SEATTLE — * For Woods & Associates, a temporary-help agency, one of the advantages of being located across the street from the Seattle Art Museum is easy access to the museum's Rental/Sales Gallery.
The gallery has 1,000 works by Northwest artists available for rent or purchase by individuals or businesses that are members of the museum.
"It's very entertaining," says Coralie Allen, one of several people who visit the gallery now and then to return paintings and rent new ones to hang in their workplace.
"We bring the stuff back and everybody [in the office] comments," she says. Some pieces proved so popular that the company has bought them.
The gallery's purpose is threefold, says director Barbara Shaiman:
* It's a service to museum members, for whom membership fees are $30 a year.
* It helps local artists earn exposure and income; 50 to 60 percent of the rental fees go to the artists.
* It raises money for the museum. The operation of the gallery is cost-effective: the staff is made up entirely of volunteers, with the exception of Ms. Shaiman.
Customers pay 7.5 percent of the purchase price in order to rent a painting for three months. The gallery also sells its works through an installment plan - $50 a month and no interest, Shaiman says. Typically a piece is paid for within 50 to 75 months.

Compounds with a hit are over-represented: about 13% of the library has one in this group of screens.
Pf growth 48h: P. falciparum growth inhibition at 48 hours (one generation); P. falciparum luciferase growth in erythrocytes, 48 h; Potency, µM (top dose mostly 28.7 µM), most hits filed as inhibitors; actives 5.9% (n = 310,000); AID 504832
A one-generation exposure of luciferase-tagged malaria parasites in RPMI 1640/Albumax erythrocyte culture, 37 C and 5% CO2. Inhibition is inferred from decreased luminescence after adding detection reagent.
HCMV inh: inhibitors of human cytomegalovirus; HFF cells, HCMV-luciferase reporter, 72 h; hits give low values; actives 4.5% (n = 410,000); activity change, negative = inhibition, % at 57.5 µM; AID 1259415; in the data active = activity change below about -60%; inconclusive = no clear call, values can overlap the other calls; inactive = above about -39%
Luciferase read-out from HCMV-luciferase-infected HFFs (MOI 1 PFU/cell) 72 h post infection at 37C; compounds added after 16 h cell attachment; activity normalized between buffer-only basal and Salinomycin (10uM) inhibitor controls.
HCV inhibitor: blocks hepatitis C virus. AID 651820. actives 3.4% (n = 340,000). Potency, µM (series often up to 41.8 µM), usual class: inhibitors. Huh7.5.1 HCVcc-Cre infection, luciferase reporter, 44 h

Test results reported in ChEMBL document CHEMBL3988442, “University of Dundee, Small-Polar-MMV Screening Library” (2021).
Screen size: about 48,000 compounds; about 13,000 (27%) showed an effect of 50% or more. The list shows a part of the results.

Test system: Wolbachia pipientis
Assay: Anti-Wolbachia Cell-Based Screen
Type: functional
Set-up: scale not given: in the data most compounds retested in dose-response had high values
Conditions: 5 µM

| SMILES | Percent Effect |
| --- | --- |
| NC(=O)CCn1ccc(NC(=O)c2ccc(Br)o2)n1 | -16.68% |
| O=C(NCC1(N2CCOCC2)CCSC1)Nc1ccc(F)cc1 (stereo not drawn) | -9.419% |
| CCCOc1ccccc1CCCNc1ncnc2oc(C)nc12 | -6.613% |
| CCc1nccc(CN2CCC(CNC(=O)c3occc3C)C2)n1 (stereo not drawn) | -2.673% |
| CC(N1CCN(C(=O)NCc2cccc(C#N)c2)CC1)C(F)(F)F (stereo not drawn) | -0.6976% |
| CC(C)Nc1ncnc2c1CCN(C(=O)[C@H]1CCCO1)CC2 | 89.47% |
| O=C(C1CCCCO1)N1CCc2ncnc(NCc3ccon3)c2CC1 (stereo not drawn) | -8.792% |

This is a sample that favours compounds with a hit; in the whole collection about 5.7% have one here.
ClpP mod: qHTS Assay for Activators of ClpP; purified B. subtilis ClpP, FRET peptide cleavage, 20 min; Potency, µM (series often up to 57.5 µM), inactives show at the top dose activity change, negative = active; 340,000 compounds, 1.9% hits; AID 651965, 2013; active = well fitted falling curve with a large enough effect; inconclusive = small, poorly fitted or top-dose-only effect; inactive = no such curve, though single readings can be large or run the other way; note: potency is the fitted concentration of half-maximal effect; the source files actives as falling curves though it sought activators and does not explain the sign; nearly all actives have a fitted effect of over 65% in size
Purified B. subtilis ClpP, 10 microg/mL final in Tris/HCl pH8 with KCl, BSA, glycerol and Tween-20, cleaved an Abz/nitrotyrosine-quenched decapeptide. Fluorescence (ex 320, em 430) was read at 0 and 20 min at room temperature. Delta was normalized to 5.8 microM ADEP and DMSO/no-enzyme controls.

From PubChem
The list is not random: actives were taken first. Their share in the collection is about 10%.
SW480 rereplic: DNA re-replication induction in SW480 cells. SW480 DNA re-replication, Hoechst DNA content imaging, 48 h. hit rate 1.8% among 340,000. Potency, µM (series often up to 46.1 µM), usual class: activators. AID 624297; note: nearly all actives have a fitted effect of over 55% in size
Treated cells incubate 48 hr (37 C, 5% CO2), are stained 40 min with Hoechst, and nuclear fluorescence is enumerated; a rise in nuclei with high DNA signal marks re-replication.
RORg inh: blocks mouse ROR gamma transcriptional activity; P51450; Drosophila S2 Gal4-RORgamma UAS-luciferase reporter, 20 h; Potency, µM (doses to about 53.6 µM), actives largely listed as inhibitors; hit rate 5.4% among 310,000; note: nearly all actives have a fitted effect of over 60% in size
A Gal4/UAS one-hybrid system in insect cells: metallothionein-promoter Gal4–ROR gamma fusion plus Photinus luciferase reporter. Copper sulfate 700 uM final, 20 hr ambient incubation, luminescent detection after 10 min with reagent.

"We have works by artists at every level," she says, including "people that have only showed a few times" and others who are well-known in the region.
Clients are on the honor system to return works, and theft has not been a problem, Shaiman says. "I don't know how this could be done in some of the big cities back east."
Business has been growing rapidly - up 25 to 50 percent a year - in the three years since the gallery moved into new street-level accommodations.
The rental operation has been going for 19 years, long before the Seattle Art Museum built its new home. Other museums around the nation have similar programs, such as one in Philadelphia that rents mostly to businesses.
"I get calls from all over the country from museums" that want to find out about how to run such a gallery, Shaiman says.